As I sit here and reflect on the whirlwind that was Ragnar, it occurs to me that after you read this blog you may still not understand why we all found this experience so rewarding and, dare I say, fun. However, I am hoping that you will be inspired to do something a little crazy in the name of fitness, and in that process you can see how much enjoyment you can get out of exercising. So the story begins...
Let me begin by explaining what a Ragnar race is. According to the website, "You and 11 of your craziest friends pile into two vans and tag team run 200(ish) miles, day and night, relay-style. Only one runner hits the road at a time. Each participant runs three times, with each leg ranging between 3-11+ miles varying in difficulty. So, from the elite runner down to the novice jogger, it's the perfect race for anyone."
The journey began in the early morning hours of the last Friday of our spring break. We all gathered together in a parking lot adjacent to the Huntington Beach pier to pack our bags of clothing and food into the Suburban that would be our traveling hotel room for the following 36 hours. We were Van #1 and we would begin the almost 200 mile run from Huntington Beach to Downtown San Diego. At 7:15 AM Pat, our first runner took off and it was our job to drive to the next exchange where we would pick up Pat and drop off the next runner who happened to be his wife Darcy. Because of some last minute packing, preparation, and a little traffic, we basically had to push Darcy out of the SUV as she ran to meet Pat at the exchange. She barely made it to her start as Pat ran in and handed off the orange snap bracelet that would signify the current runner.
Our next task was to retrieve Pat from this first stop and then drive to the next exchange for Darcy. We were able to drive Darcy's leg to cheer her on and even take a few pictures of her along the way. As we raced to drop off to meet Darcy, we happened to notice a runner that had collapsed on the course and was surrounded by fellow runners. We stopped to help, but I was struck by the caring and generosity of the actual racers who had paused their run to take care of a complete stranger. Runners are amazing that way, and none of them would go back to their run until they were sure professional help was on the way. The runner did survive, but it reminded me of the importance of hydrating and fueling before running, but most importantly, of carrying a phone and/or some sort of ID--he could remember his name, but could not recall a phone number for us to contact one of his loved ones. I carry my phone, but if you don't, please think about carrying some sort of emergency info on you when you run or bike on the road.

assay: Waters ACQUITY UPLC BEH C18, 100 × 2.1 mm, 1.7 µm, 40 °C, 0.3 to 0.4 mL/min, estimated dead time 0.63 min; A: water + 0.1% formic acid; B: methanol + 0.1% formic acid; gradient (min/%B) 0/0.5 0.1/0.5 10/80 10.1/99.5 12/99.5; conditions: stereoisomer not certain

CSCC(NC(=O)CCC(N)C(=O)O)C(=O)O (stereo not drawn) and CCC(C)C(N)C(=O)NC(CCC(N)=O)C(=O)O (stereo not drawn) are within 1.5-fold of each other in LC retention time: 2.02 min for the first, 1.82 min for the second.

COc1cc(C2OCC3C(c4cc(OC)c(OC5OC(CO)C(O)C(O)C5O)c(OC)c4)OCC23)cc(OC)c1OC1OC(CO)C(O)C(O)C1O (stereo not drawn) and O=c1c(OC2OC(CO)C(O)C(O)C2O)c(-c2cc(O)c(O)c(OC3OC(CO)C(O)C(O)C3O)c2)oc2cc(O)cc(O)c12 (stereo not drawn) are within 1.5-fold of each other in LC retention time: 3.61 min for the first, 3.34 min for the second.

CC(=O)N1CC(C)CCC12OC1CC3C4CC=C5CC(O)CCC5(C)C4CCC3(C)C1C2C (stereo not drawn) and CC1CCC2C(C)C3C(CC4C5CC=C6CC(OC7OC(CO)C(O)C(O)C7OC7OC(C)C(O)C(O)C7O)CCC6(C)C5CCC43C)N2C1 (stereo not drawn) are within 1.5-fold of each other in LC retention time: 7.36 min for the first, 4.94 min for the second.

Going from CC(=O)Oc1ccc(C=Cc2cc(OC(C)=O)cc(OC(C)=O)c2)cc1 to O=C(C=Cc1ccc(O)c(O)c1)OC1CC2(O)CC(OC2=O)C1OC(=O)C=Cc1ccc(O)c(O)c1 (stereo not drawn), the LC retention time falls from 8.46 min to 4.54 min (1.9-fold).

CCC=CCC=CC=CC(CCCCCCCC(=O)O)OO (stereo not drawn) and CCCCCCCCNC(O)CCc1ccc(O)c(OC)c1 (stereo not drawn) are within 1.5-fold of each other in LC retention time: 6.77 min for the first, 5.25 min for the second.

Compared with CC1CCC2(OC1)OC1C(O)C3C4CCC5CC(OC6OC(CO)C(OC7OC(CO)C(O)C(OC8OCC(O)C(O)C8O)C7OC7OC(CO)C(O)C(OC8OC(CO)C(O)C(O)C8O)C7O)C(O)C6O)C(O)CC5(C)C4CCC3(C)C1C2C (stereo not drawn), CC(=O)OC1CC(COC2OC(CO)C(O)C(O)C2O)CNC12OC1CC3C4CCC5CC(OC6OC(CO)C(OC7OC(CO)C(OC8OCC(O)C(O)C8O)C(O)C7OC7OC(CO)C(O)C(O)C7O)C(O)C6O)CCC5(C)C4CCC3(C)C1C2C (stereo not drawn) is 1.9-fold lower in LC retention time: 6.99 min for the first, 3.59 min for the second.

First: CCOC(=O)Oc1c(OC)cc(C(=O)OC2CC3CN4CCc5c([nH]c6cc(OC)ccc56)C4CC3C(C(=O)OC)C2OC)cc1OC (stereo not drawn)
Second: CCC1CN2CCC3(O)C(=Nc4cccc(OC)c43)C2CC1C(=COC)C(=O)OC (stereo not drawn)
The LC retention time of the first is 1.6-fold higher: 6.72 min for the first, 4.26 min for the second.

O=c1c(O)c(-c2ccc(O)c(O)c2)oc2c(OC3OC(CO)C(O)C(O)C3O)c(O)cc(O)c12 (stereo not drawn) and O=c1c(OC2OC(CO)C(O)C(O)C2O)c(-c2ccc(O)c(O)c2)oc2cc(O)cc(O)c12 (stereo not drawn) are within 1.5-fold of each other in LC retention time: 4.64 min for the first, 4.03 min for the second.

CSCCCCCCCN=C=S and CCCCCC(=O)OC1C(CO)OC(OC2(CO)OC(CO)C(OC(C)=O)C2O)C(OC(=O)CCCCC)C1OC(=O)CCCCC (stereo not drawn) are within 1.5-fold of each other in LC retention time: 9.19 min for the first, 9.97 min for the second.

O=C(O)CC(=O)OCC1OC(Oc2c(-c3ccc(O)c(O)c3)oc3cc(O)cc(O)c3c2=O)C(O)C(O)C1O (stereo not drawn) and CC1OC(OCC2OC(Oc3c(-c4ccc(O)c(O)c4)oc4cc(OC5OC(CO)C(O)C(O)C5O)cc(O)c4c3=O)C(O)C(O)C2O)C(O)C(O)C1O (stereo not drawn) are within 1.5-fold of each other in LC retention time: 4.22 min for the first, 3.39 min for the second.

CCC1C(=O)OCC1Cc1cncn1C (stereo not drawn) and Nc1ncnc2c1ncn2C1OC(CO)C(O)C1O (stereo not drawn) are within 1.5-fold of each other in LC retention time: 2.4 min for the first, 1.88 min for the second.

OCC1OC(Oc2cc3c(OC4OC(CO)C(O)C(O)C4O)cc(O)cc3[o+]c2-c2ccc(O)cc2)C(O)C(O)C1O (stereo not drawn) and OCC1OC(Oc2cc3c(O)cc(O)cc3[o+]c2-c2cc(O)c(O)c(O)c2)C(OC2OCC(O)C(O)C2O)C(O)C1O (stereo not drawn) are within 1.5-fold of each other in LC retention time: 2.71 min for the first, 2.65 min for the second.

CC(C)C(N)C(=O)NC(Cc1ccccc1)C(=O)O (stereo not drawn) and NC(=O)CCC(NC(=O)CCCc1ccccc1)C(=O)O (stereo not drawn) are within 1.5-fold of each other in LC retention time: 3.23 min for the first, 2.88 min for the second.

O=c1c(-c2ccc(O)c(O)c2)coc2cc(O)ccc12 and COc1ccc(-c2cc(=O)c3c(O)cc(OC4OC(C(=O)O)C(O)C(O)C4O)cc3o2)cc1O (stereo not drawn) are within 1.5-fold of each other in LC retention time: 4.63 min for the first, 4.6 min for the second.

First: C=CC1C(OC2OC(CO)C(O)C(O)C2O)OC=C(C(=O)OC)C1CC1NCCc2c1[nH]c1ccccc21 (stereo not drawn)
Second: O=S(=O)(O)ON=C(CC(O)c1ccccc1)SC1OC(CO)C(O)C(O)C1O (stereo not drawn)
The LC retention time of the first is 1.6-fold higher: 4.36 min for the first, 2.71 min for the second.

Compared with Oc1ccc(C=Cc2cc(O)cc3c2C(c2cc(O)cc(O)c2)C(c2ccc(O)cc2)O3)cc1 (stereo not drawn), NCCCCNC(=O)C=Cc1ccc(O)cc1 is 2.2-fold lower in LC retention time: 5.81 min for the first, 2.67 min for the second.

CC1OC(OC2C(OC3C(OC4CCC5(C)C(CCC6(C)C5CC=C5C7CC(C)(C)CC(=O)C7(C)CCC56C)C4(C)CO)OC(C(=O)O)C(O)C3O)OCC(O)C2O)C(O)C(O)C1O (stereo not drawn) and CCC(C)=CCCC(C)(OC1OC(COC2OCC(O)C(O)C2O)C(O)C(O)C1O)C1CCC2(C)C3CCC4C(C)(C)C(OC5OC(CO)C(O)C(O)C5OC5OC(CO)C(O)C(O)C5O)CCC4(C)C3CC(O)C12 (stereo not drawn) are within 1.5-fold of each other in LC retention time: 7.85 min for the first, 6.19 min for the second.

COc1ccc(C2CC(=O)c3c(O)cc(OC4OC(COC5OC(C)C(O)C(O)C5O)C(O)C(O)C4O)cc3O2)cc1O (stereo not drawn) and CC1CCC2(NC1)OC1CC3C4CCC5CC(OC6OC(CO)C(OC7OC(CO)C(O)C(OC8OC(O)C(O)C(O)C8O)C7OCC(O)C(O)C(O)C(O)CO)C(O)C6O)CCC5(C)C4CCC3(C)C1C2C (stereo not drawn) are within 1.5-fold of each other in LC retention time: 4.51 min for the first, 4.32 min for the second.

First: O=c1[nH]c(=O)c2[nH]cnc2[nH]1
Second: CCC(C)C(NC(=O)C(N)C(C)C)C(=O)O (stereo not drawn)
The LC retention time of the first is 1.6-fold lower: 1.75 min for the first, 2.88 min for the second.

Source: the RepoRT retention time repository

After waiting for the emergency service to arrive to take care of the runner, we finally rushed off to meet Darcy and drop off Kay for her run. We cheered Darcy in, sent Kay off, and then it was time for me to get prepared for my leg. I tightened my new running shoes, put on my Suck it up Buttercup team shirt, and I waited for Kay to run in, she handed off the team bracelet, and then I was off for Leg 4--my run around Disneyland to the Angel's Stadium parking lot. My run was a little frustrating because just when I would get going, I would hit a long light at an intersection. One of the things that is paramount in Ragnar is safety. We have to follow all rules of the road when in the van, and we had to obey all pedestrian rules as well. So at every signal we had to wait for our turn to safely cross--and I waited to safely cross about ten times before it was my turn to pass the bracelet off to Mark. It took me almost 30 minutes to run 2.6 miles, not my best time, but I vowed to push it even harder on my next leg to keep with our estimated finish time.